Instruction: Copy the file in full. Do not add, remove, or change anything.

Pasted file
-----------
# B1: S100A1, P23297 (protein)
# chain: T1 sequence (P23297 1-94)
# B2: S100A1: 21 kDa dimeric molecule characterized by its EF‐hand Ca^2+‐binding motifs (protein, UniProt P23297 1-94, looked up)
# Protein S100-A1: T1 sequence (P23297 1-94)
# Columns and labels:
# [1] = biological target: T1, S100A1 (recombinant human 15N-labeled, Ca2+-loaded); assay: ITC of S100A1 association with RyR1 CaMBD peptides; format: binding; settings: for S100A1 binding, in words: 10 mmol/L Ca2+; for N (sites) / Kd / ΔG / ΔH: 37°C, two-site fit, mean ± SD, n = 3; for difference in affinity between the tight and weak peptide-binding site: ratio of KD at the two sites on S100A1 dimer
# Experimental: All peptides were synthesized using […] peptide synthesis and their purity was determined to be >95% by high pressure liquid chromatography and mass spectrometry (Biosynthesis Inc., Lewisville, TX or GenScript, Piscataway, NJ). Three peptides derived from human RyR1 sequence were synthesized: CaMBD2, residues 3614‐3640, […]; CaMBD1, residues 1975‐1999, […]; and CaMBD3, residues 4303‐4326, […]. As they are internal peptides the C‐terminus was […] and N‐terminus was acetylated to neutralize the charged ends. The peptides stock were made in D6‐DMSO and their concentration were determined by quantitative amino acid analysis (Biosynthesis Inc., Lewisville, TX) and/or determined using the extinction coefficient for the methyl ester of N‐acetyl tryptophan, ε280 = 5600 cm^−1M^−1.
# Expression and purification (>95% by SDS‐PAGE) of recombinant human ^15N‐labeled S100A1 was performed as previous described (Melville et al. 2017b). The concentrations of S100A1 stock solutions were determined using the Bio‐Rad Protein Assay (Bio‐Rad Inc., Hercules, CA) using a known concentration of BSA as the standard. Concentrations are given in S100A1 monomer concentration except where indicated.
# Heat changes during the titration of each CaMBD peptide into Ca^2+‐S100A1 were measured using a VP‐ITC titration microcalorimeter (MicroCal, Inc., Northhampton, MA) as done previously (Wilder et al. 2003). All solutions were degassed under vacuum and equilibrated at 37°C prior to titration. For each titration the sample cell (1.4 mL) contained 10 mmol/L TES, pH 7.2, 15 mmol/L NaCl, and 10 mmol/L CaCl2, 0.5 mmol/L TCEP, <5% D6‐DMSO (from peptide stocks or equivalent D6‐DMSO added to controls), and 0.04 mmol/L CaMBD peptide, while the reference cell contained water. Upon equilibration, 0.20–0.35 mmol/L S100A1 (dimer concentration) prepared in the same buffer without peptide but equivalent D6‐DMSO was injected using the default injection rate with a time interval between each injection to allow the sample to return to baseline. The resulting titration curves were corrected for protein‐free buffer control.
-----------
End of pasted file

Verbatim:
# B1: S100A1, P23297 (protein)
# chain: T1 sequence (P23297 1-94)
# B2: S100A1: 21 kDa dimeric molecule characterized by its EF‐hand Ca^2+‐binding motifs (protein, UniProt P23297 1-94, looked up)
# Protein S100-A1: T1 sequence (P23297 1-94)
# Columns and labels:
# [1] = biological target: T1, S100A1 (recombinant human 15N-labeled, Ca2+-loaded); assay: ITC of S100A1 association with RyR1 CaMBD peptides; format: binding; settings: for S100A1 binding, in words: 10 mmol/L Ca2+; for N (sites) / Kd / ΔG / ΔH: 37°C, two-site fit, mean ± SD, n = 3; for difference in affinity between the tight and weak peptide-binding site: ratio of KD at the two sites on S100A1 dimer
# Experimental: All peptides were synthesized using […] peptide synthesis and their purity was determined to be >95% by high pressure liquid chromatography and mass spectrometry (Biosynthesis Inc., Lewisville, TX or GenScript, Piscataway, NJ). Three peptides derived from human RyR1 sequence were synthesized: CaMBD2, residues 3614‐3640, […]; CaMBD1, residues 1975‐1999, […]; and CaMBD3, residues 4303‐4326, […]. As they are internal peptides the C‐terminus was […] and N‐terminus was acetylated to neutralize the charged ends. The peptides stock were made in D6‐DMSO and their concentration were determined by quantitative amino acid analysis (Biosynthesis Inc., Lewisville, TX) and/or determined using the extinction coefficient for the methyl ester of N‐acetyl tryptophan, ε280 = 5600 cm^−1M^−1.
# Expression and purification (>95% by SDS‐PAGE) of recombinant human ^15N‐labeled S100A1 was performed as previous described (Melville et al. 2017b). The concentrations of S100A1 stock solutions were determined using the Bio‐Rad Protein Assay (Bio‐Rad Inc., Hercules, CA) using a known concentration of BSA as the standard. Concentrations are given in S100A1 monomer concentration except where indicated.
# Heat changes during the titration of each CaMBD peptide into Ca^2+‐S100A1 were measured using a VP‐ITC titration microcalorimeter (MicroCal, Inc., Northhampton, MA) as done previously (Wilder et al. 2003). All solutions were degassed under vacuum and equilibrated at 37°C prior to titration. For each titration the sample cell (1.4 mL) contained 10 mmol/L TES, pH 7.2, 15 mmol/L NaCl, and 10 mmol/L CaCl2, 0.5 mmol/L TCEP, <5% D6‐DMSO (from peptide stocks or equivalent D6‐DMSO added to controls), and 0.04 mmol/L CaMBD peptide, while the reference cell contained water. Upon equilibration, 0.20–0.35 mmol/L S100A1 (dimer concentration) prepared in the same buffer without peptide but equivalent D6‐DMSO was injected using the default injection rate with a time interval between each injection to allow the sample to return to baseline. The resulting titration curves were corrected for protein‐free buffer control.